How the Test is Performed (Cardiac PET)

A PET scan uses a radioactive material (tracer). The tracer is given through a vein (IV), most often on the inside of your elbow. The tracer travels through your blood and collects in the heart. This helps the cardiologist see certain areas of concern more clearly.

Then, you will lie on a narrow table that slides into a circular-shaped scanner. The PET detects signals from the tracer. A computer changes the signals into digital color pictures. The images are displayed on a monitor for your doctor to read.

You must lie still during test. Too much movement can blur images and cause errors.

How to Prepare for the Tests

You may be asked not to eat anything for 4 – 6 hours before the scan. You will be able to drink water.

Tell your healthcare provider if:

  • You are pregnant or think you might be pregnant.
  • Always tell your healthcare provider about the medicines you are taking, including those bought without a prescription. Sometimes, medications may interfere with the test results.

How the Tests will Feel

You may feel a sharp sting when the needle with the tracer is placed into your vein.

SPECT or PET scans cause no pain. The table may be hard or cold, but you can request a blanket or pillow.

A trained certified nuclear medicine technician will be in attendance and available for assistance at all times.

There is little or no recovery time and most patients are able to exit test without delay.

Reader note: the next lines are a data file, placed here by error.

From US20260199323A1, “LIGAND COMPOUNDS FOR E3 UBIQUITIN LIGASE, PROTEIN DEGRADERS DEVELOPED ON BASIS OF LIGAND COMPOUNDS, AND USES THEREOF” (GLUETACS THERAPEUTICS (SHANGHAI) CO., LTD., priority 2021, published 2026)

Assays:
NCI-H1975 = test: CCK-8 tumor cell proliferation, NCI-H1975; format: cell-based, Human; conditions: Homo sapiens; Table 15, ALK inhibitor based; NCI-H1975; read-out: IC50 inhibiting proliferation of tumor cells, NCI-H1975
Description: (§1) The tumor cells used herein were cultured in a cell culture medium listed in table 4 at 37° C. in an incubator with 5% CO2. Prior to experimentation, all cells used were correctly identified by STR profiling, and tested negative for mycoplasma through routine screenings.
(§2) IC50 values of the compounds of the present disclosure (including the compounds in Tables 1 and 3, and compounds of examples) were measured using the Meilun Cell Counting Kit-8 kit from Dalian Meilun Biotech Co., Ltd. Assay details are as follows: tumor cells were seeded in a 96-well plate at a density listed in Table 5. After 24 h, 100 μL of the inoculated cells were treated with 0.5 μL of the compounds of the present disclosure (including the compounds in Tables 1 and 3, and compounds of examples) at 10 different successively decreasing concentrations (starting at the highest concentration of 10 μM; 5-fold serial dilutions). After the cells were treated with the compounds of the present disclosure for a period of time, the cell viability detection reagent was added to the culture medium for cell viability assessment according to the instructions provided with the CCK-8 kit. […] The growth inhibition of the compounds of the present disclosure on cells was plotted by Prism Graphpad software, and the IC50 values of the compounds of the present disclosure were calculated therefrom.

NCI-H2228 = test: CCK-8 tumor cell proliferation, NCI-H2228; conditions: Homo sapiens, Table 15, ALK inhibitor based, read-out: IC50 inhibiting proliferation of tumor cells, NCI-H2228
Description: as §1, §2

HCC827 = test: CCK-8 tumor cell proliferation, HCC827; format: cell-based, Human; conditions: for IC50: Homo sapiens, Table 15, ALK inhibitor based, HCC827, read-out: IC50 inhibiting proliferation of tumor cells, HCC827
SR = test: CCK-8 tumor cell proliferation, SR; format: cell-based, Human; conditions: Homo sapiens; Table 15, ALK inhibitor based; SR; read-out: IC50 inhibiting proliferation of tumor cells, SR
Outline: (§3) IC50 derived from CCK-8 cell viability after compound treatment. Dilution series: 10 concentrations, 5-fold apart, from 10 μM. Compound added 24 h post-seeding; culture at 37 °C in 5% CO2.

Risks

The amount of radiation used in SPECT and PET scans are safe and strictly low diagnostic levels.  SPECT tracers are relatively short lived and patients are advised to drink amble fluids to expedite clearance of tracers from their bodies.  PET tracers exit the body within 2-10 hours.

Tell your doctor before having these tests if you are pregnant or breast feeding.

Rarely, people may have an allergic reaction to the tracer material. Some people have pain, redness, or swelling at the injection site.

Cardiac Stress Testing

A stress test is a medical examination performed to evaluate arterial blood flow to the myocardium (heart muscle) during physical exercise, compared to blood flow while at rest. As an exercise test, the results can also reflect overall physical fitness. These tests do not assess emotional stress or other connotations of the term.

You will walk on a treadmill while the electrical activity of your heart is measured with an electrocardiogram (ECG), and blood pressure readings are taken. This will measure your heart’s reaction to your body’s increased need for oxygen.

The test continues until you reach a target heart rate, unless complications such as chest pain or an exaggerated rise in blood pressure develop. You will continue to be monitored for 10 – 15 minutes after exercising, or until your heart rate returns to baseline.

How to Prepare for the Test

You must not eat, smoke, or drink beverages containing caffeine or alcohol for 3 hours before the test. You should continue all medications unless instructed otherwise.

Wear comfortable shoes and loose clothing to allow for exercise.

Tell your doctor if you are taking sildenafil citrate (Viagra) and have taken a dose within the past 24 hours. This is necessary because nitroglycerin, which is sometimes given during a stress test to relieve chest pain, should not be given to a person who has recently taken Viagra, since the combination can cause a serious drop in blood pressure.

How the Test Will Feel

Electrodes (conductive patches) will be placed on your chest, arms, and legs to record the heart’s activity.

The blood pressure cuff on your arm will be inflated every few minutes, producing a squeezing sensation that may feel tight. Baseline measurements of heart rate and blood pressure will be taken before exercise starts.

You will start walking on a treadmill. The pace and incline of the treadmill will gradually be increased.

Rarely, people experience chest discomfort, palpitations, dizziness, or shortness of breath during the test.

Why the Test is Performed